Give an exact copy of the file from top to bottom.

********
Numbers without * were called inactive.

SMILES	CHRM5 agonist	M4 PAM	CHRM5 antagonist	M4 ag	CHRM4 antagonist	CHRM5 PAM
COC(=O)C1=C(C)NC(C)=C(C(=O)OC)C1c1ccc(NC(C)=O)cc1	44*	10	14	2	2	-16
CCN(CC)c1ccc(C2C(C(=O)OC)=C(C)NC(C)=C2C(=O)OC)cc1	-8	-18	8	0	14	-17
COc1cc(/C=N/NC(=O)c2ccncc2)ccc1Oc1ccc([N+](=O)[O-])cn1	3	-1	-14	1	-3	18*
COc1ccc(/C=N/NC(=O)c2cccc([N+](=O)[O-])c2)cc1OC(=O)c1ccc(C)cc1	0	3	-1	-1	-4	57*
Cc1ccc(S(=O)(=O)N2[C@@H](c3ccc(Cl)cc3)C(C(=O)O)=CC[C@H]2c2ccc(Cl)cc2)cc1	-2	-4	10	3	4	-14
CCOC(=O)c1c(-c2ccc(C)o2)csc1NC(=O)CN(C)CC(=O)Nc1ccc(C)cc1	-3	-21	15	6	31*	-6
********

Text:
Numbers without * were called inactive.

SMILES	CHRM5 agonist	M4 PAM	CHRM5 antagonist	M4 ag	CHRM4 antagonist	CHRM5 PAM
COC(=O)C1=C(C)NC(C)=C(C(=O)OC)C1c1ccc(NC(C)=O)cc1	44*	10	14	2	2	-16
CCN(CC)c1ccc(C2C(C(=O)OC)=C(C)NC(C)=C2C(=O)OC)cc1	-8	-18	8	0	14	-17
COc1cc(/C=N/NC(=O)c2ccncc2)ccc1Oc1ccc([N+](=O)[O-])cn1	3	-1	-14	1	-3	18*
COc1ccc(/C=N/NC(=O)c2cccc([N+](=O)[O-])c2)cc1OC(=O)c1ccc(C)cc1	0	3	-1	-1	-4	57*
Cc1ccc(S(=O)(=O)N2[C@@H](c3ccc(Cl)cc3)C(C(=O)O)=CC[C@H]2c2ccc(Cl)cc2)cc1	-2	-4	10	3	4	-14
CCOC(=O)c1c(-c2ccc(C)o2)csc1NC(=O)CN(C)CC(=O)Nc1ccc(C)cc1	-3	-21	15	6	31*	-6